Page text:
PHOTOGRAPHER’S JOURNAL: “Again Ancient”
It has been a hectic week with much to be happy about, but by Friday I ached to be out making photographs, and I followed the Naugatuck River past a series of dams to this one which impounds Hall Meadow Brook Reservoir near the top of the Torrington Hills. If pushed for a word to describe these hills, I might say “primeval." I would say it despite knowing that the land was timbered and mined even as it was dammed and milled. First came iron and timber. Climbing the hill I passed Wolcott Road, named for the woolen mill that that opened here at the beginning of the 19th century and Brass Mill Road, named for the brass mill that followed it. And yet it feels primeval.
I left my car at the northern end of the Reservoir and explored the ruins of some sort of concrete bunker, now roofless, but otherwise impervious to all except gang graffiti. In a scrubby area, where land turned to swamp, a pile of asphalt had been dumped, and I climbed to the top to see if elevation would better tip the pond into my picture. The muffled light of the clouds made the wet hillsides thatchy and added a bit of color. Finally, I walked south along the side of the reservoir on what must once have been the old road into the valley to the point where the road goes under and becomes a highway for fish mostly. In front of me was the rubble wall of the dam with a tiny hut and a stair down that seemed only big enough to let insects climb inside the dam. The dam was one of a series installed by the insects to control the river’s surge and keep it from washing over the flimsy villages in its path.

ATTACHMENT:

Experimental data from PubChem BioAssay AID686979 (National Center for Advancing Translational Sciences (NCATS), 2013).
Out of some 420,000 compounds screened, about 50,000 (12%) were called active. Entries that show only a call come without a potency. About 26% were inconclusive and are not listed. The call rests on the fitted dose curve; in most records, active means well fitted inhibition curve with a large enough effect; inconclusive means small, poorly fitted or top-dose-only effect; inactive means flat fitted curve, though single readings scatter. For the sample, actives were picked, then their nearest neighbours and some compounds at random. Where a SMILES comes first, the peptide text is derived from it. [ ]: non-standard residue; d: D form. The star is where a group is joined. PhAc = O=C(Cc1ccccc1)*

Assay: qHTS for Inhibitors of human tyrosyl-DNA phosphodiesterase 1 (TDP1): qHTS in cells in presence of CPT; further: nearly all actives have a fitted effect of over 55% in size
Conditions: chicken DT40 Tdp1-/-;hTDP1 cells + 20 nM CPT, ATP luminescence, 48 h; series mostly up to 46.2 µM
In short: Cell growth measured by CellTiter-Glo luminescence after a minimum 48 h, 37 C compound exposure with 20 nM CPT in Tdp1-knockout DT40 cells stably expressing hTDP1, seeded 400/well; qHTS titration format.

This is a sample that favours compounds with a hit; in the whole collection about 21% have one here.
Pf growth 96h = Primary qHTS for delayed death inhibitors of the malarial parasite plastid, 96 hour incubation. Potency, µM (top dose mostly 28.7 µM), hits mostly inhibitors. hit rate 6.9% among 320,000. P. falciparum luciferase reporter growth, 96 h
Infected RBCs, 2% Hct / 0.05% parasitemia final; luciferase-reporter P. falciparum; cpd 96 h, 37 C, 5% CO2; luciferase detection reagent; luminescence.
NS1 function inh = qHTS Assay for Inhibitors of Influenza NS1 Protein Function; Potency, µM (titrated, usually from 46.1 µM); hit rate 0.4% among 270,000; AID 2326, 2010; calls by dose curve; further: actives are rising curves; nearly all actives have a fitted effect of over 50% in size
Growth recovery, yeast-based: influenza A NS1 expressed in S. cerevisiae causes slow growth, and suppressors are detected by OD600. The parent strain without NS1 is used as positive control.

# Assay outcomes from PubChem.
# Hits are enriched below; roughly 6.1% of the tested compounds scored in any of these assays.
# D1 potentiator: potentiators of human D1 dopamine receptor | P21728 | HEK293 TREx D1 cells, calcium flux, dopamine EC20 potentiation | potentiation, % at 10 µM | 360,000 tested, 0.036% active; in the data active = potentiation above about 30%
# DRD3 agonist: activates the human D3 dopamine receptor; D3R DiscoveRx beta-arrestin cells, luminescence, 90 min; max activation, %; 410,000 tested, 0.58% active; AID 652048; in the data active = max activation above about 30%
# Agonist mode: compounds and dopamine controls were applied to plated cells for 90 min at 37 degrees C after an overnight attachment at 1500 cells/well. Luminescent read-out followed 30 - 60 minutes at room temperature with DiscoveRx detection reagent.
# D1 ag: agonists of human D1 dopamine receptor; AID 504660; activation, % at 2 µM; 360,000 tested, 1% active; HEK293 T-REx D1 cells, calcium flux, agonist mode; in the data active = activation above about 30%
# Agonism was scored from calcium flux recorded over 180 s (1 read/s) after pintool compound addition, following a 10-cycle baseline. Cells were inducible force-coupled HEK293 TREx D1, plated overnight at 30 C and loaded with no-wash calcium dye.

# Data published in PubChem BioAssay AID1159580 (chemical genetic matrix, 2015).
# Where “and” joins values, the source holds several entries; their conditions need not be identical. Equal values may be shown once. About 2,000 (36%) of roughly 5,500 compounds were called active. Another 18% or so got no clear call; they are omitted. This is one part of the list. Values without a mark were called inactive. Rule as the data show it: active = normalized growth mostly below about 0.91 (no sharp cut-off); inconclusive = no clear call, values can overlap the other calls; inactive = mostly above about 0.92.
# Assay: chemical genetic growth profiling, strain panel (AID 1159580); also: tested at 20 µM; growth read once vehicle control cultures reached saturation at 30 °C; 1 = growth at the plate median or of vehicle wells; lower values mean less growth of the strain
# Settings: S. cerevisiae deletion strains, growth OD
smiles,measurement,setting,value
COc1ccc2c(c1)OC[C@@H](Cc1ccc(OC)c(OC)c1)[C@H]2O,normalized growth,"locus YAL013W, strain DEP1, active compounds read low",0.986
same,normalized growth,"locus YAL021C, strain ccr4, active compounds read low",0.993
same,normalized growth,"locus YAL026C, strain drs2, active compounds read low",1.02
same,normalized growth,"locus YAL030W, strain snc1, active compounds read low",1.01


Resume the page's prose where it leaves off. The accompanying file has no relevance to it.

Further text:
That was 1955, and it was remembered as the year of the great flood. There is nothing primeval here it is only that here the world feels momentarily in remission while old scars heal a bit and the hills seem again to become ancient and holy.